yfn[pts_] := Piecewise[
Function[pp,
Select[
y /. N@ Solve[
Rationalize[bezier[pp][t] == {x, y} && pp[[1, 1]] <= x <= pp[[-1, 1]], 0],
{y}, {t}, Reals, Method -> Reduce] /.
Less -> LessEqual // Expand,
Chop[# - pp[[1, 2]] /. x -> pp[[1, 1]]] == 0 &] /.
ConditionalExpression -> Sequence] /@
(If[Length@ Last@ # == 1, Most@ #, #] &@ Partition[pts, 4, 3, 1, {}]),
Indeterminate]


(I used Rationalize and N, because that's what Solve would do, except Solve would issue warning messages about it.)

{y1, y2} = yfn /@ {Transpose[{data[[All, 1]], data[[All, 3]]}],
Transpose[{data[[All, 1]], data[[All, 2]]}]};


(The equations are somewhat long and complicated, as you might expect from plugging in the solution to a cubic polynomial into another cubic polynomial.)

Plot[{y1, y2}, {x, 0, Max@data[[All, 1]]}, Exclusions -> None]


Update notice: The original code for yfn had two weaknesses. (1) Equal on approximate numeric data sometimes returns False for numbers close to zero which differ only because of round-off error. Chop was added to address this. (It has a tolerance that can be adjusted depending on the magnitudes of the numbers in the data.) (2) The Partition call on a list of length $3n+1$ results in a singleton list at the end that should be deleted. For example,

Partition[Range[7], 4, 3, 1, {}]
(*  {{1, 2, 3, 4}, {4, 5, 6, 7}, {7}}  *)

• I am trying to work with your code. But, somehow it doesn't work and since this is way beyond my knowledge of mathematica, I have to admit that I don't understand why. Here is my printscreen also one more question, what is pp supposed to be? Commented Jul 23, 2015 at 13:23
• @skrat pp is the argument of Function. it represents each group of four points created by Partition (points 1,2,3,4, then 4,5,6,7, then 7,8,9,10, and so forth). What version of Mathematica are you using? I suspect that Solve is returning results in a different form than mine. (I checked: the above code and it works for me on V10.1.) Commented Jul 23, 2015 at 23:24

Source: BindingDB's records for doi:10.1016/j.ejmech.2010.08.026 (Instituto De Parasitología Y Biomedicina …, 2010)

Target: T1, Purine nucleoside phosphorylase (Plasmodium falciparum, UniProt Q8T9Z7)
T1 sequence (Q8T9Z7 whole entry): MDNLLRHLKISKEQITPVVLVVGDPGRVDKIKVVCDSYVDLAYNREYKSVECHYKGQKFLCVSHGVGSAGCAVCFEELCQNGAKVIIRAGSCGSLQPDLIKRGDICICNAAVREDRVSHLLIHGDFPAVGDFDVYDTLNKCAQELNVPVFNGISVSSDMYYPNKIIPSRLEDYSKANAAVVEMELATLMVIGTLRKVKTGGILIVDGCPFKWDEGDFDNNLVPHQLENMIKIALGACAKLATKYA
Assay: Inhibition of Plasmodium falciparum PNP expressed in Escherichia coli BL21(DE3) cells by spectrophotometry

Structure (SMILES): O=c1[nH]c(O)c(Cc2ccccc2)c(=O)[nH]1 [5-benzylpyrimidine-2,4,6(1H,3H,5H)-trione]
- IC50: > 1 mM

• Hmm, I am using 10.0.0.0. Commented Jul 24, 2015 at 5:52
• @skrat See if it works now. It's a little slow to solve 1000 cubic equations. I don't see an easy way around it, if you want exact solutions. For a quick approximation, you could just interpolate: y1 = Interpolation@Transpose[{data[[All, 1]], data[[All, 3]]}]; y2 = Interpolation@Transpose[{data[[All, 1]], data[[All, 2]]}]. Commented Jul 24, 2015 at 12:38
• @skrat Piecewise constructs an expression that is not a function. So you have to evaluate it with N[y1 /. x -> 60] or Block[{x = 60}, N[y1]]. Commented Jul 24, 2015 at 13:12

### Edit

Based on the latest info from the OP, I offer up the following way to derive a Cartesian function from a suitable Bezier curve using BezierFunction.

ctrlPts = {
{0., 0., 0.}, {0.002, 0.08942, -0.08942}, {0.008, 0.233889, -0.178706},
{0.018, 0.366918, -0.267724}, {0.031, 0.496136, -0.350769},
{0.049, 0.639568, -0.439999}, {0.07, 0.779356, -0.5245},
{0.095, 0.922931, -0.609077}, {0.124, 1.06945, -0.693271},
{0.156, 1.21404, -0.77438}, {0.191, 1.35745, -0.852947},
{0.229, 1.50013, -0.929279}, {0.271, 1.64566, -1.00987}
};

topCtrlPts = ctrlPts[[All, {1, 2}]];
btmCtrlPts = ctrlPts[[All, {1, 3}]];
topBPts = Table[BezierFunction[topCtrlPts][s], {s, 0., 1., .01}];
btmBPts = Table[BezierFunction[btmCtrlPts][s], {s, 0., 1., .01}];
topF = Interpolation[topBPts];
btmF = Interpolation[btmBPts];

With[{domain = {x, Sequence @@ (topF["Domain"][[1]])}},
Plot[{topF[x], btmF[x]}, domain]]